One thing I am considering, and which was suggested to me, is to do more in-depth surveys with a select few. That would certainly lead to some interesting insights. I’ll definitely keep you in mind if I ever go down this route.

      Thanks again for all the comments and the reading – it’s very encouraging, and you’ve certainly been an encouragement to me since my early days (well…I still having been blogging that long) blogging. 🙂

  3. The true God our father is now delivered.
    The Bible tells us how to find knowledge and how to understand it Isa 28:9-10 It is by precept on precept, line upon line, here a little and there a little. In the Old Testament there was not truth or grace John 1:17. The Bible is the book of the knowledge of good and evil Gen 3:22. The word of God must be rightly divided 2 Tim 2:15The bible says the Lord will create a new thing on the earth Jer 31:22 where a woman shall compass a man. This man is Satan Isa 14:16. A woman shall bruise Satan at the heel of time Gen 3:15. Satan has deceived the whole world Rev 12:9, until this bruise of the true word John 1:1 is delivered to the whole world Rev 12:5, 13 as a witness.The bruising of Satan is now taking place at If you are one that loves the lord God with all your heart soul and mind and strive to live by every word of God you will want to read the true word.

  4. I really enjoyed this series of posts. It’s hard for me to come up with anything to say because I’m one of those ani-bloggers whose faith takes somewhat of a backseat (it has to, or I’d probably go crazy coming to terms with falling for a girl but also being Christian). Still, I think it’s a good thing that you did the survey 🙂

    1. Haha, well…that’s, perhaps, something you need to reconcile one day? Hehe. We can always chat about that or anything else regarding your faith, if you want.

      Thanks for reading the posts, Arianna! 🙂

  5. This survey was interesting. I think I now regret not taking it lol. (I must have been in a lazy mood when the survey first came out.)

    Anyway congrats for having done this survey.

  6. I’ve also noticed that Christians who like anime tend to be more tolerant about interacting with people of other faiths. This is probably because the ultra-conservatives have rejected us numerous times by claiming anime is Satanic. Personal experience has taught me that understanding another person’s point of view and simply listening makes them far more willing to hear whatever you might say about Christianity. It sickens me to the core when I hear stories of cosplayers being harassed by megaphone preachers and one day I fully intend on composing a series of essays under the title “Anime Apologetics” with a forward that explains how the book shouldn’t be needed in the first place if Christians were truly practicing what they preach.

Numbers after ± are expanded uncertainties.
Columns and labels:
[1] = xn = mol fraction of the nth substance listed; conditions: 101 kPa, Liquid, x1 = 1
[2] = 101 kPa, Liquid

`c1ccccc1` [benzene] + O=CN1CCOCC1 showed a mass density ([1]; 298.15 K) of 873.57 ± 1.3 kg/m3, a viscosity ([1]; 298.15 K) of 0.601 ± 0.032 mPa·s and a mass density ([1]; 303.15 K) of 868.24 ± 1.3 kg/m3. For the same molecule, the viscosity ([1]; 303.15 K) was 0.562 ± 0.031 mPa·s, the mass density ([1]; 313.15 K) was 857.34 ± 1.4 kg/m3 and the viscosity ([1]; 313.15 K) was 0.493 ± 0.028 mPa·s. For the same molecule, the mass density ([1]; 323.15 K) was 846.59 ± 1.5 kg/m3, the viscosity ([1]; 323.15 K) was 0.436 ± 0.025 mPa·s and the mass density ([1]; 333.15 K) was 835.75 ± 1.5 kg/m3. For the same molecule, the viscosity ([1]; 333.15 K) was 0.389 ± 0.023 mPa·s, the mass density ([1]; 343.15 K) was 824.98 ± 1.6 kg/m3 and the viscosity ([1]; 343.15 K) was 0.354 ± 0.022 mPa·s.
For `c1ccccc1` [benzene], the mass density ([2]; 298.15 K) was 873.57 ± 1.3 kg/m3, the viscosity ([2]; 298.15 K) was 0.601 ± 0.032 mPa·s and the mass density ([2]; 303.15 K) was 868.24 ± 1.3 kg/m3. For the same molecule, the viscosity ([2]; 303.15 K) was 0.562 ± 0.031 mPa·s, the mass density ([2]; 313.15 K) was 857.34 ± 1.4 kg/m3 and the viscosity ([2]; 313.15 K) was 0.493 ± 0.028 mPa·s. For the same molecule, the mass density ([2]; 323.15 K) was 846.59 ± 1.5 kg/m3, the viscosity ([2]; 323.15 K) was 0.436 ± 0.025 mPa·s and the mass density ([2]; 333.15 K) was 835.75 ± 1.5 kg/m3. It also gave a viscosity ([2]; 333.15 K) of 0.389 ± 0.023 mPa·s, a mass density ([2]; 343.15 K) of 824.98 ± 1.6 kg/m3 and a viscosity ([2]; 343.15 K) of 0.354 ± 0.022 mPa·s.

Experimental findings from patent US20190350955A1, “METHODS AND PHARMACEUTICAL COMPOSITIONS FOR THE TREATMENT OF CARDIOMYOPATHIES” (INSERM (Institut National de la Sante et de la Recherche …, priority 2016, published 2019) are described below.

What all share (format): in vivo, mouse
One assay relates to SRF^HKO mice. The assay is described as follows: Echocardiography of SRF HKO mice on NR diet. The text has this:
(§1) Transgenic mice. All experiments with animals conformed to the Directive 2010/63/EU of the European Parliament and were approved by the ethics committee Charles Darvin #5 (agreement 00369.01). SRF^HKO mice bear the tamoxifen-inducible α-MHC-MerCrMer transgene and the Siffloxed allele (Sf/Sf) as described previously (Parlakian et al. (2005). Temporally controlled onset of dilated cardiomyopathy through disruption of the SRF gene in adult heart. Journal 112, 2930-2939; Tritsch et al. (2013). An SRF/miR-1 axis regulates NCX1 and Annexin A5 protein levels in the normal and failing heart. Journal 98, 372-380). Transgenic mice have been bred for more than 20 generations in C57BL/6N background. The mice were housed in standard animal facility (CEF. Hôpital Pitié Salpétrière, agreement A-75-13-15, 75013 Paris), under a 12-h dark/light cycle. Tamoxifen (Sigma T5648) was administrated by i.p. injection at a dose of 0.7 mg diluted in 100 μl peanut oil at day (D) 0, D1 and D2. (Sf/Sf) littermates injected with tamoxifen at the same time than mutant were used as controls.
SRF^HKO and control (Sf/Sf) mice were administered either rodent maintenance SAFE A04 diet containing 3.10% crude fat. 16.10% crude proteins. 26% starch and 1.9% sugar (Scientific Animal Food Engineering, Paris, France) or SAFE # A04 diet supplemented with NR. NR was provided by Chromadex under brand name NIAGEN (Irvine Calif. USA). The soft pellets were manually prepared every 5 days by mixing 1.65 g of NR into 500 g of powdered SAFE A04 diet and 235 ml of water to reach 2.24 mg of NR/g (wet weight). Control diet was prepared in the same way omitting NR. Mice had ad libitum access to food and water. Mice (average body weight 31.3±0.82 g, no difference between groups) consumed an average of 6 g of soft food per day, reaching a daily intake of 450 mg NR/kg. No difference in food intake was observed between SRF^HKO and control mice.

1. I think you’re definitely on to something. And that certainly sounds like an interesting series of post, hehe. 🙂

      By the way, I wonder if those preachers you’ve heard of are Westboro Church members? I think they were outside of that major con in NY a few months ago and were being shouted down by an even larger group of anime fans. Unfortunately, I think some think that Westboro is a truly Christian church, rather than being a cult.

  7. How on earth did I miss this? Ah, well. Definitely an interesting wrap-up. I think Annalyn had a good point in that anibloggers probably seperate faith from blogging. But I also think it’s really cool that you’re open to people from other religions posting and expressing opinions.

    I have to admit, I’m one of those people who seperates bogging from religion. Probably because I’m a religious skeptic- I’m skeptical of everything in my religion, and think everything over with a tablespoon of salt and a lot of research. I don’t think I’d feel comfortable talking about religion because I have contrary/liberal beliefs. And I think that if I really thought too hard, I’d find myself without a religion, or one that wasn’t Christianity – as much as I really, really do admire Jesus. So tying anime into religion just isn’t a comfortable subject for me.

    1. Yeah, it seems as if most anibloggers separate religion from blogging; it has little or no impact on what they write. In fact, some anibloggers have been emphatic in making that point to me.

      Thanks for sharing about your beliefs – I had no idea, and in fact, just assumed you were committed in your faith, even though I found that we often had very different opinions and such on CAA. I understand that you’re uncomfortable discussing religion – but certainly, if you ever wanna chat, you can shoot me a message.

      1. I think it’s natural to assume that people are solid/committed in their faiths unless they come out and say otherwise. I usually don’t like letting people know unless I’m somewhat anonymous (online), or really feel I can trust the person with it, since I’ve dealt with people who were scornful or otherwise not helpful when it came to talking about it.